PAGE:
Saturday, December 30, 2006

Three Names Three Deaths

Gerald Ford, James Brown and Saddam Hussein
Brandon Read, J.R. Spears, and John Sullivan (ed. 01-03-07)

Deaths come in threes. That's the myth, and this time it's reality.

The first group of three names, everybody knows. All three did things that they were proud of, and things that they were ashamed of. They are all dead. Two are being honored in death, one is scorned in death, at least in the United States. Enough is being written about them.

The second group of three names are not so well known, the third name of that group, is in fact, not yet known. The third name was revealed today (ed. 01-03-07)

Specialist Brandon M. Read
United States Army Reserve

Brandon was killed by an IED September 6, 2004 near Qayyarah, south of Mosul.
He was from Greeneville Tenessee, he was 21 years old, and he was a computer/internet enthusiast. He helped to get his high school's website started. Once he graduated he joined his dad in the Army Reserve.

He had volunteered to take the more dangerous gunner position on the return trip during a convoy mission, even though he had already served in that post on the first leg, and was originally supposed to be the driver on the way back. He never made it back.

He was the 1,000th member of the United States Armed Forces to be killed in Iraq.

Lance Corporal Jonathan R. Spears
United States Marine Corps

J.R. was killed by hostile small arms fire in Ramadi, Anbar Province, on October 23, 2005.

He was from Molino, Florida, and he was a football player in high school. He wanted to join the Marine Corps so much that he lost over 60 pounds to be able to do so. His best friend, Chris Smith, also a Marine, was able to be at his funeral, and was somehow able to stay at attention, while simultaneously holding J.R.'s mother's hand. His whole home town came to his funeral.

J.R. loved his country, the Marine Corps, and his family, which included his parents, and his two sisters, Jennifer and Jessica.

He was the 2,000th member of the United States Armed Forces to be killed in Iraq.

This evening, as I write this, the toll of U.S. casualties stands at 2,998. I know that tomorrow, or the day after at the latest, there will be a 3000th American servicemember killed. I wish that I did not know this. I wish that an American family was not going to have New Year's ruined for them for all time. I wish that all the men and women in Iraq, many of them so young, could come home without some of them having to die.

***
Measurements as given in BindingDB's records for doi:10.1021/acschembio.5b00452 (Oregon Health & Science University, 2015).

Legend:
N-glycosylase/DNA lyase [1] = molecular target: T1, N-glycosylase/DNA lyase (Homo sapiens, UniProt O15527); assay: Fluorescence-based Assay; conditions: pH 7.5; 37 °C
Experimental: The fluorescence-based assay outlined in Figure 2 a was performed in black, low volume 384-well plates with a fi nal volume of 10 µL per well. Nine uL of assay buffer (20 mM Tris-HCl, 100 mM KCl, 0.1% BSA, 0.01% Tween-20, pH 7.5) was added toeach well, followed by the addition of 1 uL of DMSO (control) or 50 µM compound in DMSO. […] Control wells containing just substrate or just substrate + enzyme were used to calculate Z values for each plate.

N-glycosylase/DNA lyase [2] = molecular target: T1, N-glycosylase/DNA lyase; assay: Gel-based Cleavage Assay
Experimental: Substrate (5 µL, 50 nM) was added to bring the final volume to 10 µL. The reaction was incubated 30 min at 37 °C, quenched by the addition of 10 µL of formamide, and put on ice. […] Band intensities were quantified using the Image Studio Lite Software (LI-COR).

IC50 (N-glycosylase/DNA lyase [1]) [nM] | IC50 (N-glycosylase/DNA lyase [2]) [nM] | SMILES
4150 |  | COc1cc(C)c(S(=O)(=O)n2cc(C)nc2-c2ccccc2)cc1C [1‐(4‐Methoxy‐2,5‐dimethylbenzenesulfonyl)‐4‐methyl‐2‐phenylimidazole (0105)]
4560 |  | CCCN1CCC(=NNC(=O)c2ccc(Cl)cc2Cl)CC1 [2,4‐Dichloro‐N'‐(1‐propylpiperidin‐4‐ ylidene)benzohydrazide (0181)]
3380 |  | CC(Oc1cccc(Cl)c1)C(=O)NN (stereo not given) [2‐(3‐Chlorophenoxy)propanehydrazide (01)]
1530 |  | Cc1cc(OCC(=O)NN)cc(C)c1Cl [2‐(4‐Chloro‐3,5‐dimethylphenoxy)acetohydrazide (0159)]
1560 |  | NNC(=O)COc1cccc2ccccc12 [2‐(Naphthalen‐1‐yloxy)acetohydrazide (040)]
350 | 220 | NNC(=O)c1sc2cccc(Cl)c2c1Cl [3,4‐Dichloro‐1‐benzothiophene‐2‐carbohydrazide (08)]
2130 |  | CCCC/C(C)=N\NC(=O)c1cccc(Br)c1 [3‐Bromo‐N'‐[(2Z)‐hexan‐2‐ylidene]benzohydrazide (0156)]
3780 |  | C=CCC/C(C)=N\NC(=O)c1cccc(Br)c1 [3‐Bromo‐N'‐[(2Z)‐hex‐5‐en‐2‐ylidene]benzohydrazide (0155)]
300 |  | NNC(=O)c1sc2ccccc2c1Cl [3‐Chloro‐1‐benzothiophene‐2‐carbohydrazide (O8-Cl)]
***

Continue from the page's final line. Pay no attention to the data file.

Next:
Sgt. John M. Sullivan, 22, of Hixon, Tenn., died Dec. 30 in Baghdad, Iraq, of wounds suffered when an improvised explosive device detonated near his vehicle while on combat patrol. I was wrong in my estimate, Sgt. Sullivan was killed the same day I wrote the original post. I would like to again extend my deepest sympathy and respect to his family and loved ones. (ed. 01-03-07)

The fact that each of these men's death marks a milestone in the Iraq war is tragic. These soldier's deaths are not more or less significant than the deaths of any other soldier in this war. Each death shatters a family, ruins a Christmas, devastates real human beings, cuts short a human life. The fact that I am listing these men here, along with the circumstances of their deaths, and some details of their lives, is in no way an attempt to diminish their sacrifice, or to dishonor them. I am deeply sorry for their families loss. I hope that listing them here, as the heroes that they are, in some small way shows honor to them and their families, and conveys my deep respect, and shared sorrow.

There are some other milestones that we have passed recently. 25,000 total U.S. Casualties. Iraqis, well, that's anybody's guess. Bush said 30,000 a year ago, but estimates go much higher.

The above figure is counting only those killed in Iraq, whether in combat or by other means, and those wounded in combat. If you count those who have fallen ill, been wounded or injured by any means, as well as those killed, the number is over 50,000. (ed. 01/07/07)

Monday, January 1st, starting at 4:00pm, there will be a candlelight vigil here in San Diego to honor our fallen in this war. It will be a peaceful, non-violent vigil, and it will be held at Balboa Park, in the grassy area on the Park side, opposite Balboa Naval Hospital.


John Lennon


Saturday, December 23, 2006

Military increases and the draft

In recent days, the Bush administration has put forward two ideas.

The first idea is to surge troop strength in Iraq by 20,000 to 30,000 troops, a full division, in order to stabilize the region and help train the Iraqi forces & police to take over the security of the country.